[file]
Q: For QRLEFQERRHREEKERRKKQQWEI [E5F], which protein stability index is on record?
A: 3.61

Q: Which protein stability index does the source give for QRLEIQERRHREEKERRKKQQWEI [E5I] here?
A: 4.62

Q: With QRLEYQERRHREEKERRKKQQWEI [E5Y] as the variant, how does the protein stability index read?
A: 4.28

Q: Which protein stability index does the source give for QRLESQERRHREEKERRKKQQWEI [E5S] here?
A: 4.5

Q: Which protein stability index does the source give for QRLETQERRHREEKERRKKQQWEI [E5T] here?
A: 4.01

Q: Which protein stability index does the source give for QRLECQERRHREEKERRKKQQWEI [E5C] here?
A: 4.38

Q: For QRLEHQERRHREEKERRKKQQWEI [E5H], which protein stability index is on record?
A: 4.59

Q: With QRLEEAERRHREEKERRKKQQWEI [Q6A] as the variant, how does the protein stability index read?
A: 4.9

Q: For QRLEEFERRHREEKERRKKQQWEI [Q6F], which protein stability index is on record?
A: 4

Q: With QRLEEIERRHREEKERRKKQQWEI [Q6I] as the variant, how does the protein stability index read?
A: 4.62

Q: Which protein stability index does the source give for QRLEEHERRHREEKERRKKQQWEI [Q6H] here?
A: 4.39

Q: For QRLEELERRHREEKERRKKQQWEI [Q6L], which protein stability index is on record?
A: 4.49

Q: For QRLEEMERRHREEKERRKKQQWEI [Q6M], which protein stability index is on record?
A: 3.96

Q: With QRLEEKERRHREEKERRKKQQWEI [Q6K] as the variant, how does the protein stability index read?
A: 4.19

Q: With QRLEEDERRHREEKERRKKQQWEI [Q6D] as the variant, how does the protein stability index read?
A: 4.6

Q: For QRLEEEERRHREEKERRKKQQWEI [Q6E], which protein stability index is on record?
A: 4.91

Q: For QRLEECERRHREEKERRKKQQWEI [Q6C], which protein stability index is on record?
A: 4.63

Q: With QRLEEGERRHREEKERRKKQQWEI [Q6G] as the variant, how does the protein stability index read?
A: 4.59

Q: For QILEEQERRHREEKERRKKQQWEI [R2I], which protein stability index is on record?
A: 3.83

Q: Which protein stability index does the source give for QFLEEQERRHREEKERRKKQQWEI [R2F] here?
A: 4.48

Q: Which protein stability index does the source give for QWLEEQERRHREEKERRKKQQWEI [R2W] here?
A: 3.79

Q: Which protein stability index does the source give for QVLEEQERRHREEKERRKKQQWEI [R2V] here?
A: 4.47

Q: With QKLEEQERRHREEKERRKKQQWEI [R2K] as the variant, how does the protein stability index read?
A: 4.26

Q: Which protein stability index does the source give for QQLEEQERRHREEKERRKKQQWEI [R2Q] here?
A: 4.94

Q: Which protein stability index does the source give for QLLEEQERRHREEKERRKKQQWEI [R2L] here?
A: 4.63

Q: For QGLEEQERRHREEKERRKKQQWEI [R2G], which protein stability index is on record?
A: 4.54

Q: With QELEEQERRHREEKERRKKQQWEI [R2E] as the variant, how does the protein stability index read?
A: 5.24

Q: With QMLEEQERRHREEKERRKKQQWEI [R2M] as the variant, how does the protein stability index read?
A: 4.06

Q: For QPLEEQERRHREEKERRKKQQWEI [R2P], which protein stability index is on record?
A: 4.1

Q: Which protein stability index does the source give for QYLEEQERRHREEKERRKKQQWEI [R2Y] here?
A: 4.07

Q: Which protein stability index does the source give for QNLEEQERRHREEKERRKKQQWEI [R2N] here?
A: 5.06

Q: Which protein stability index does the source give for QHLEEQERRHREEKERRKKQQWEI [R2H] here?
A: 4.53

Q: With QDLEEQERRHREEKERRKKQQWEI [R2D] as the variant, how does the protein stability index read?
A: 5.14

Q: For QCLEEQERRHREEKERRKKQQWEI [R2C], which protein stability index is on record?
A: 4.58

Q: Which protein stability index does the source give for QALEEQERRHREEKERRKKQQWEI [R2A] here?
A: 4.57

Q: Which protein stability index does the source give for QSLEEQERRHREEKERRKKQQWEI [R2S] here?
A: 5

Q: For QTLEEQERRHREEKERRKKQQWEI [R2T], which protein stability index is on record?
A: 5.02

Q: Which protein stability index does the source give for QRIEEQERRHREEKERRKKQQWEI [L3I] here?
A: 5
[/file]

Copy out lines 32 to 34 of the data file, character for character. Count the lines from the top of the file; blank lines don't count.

A: 4.91

Q: For QRLEECERRHREEKERRKKQQWEI [Q6C], which protein stability index is on record?
A: 4.63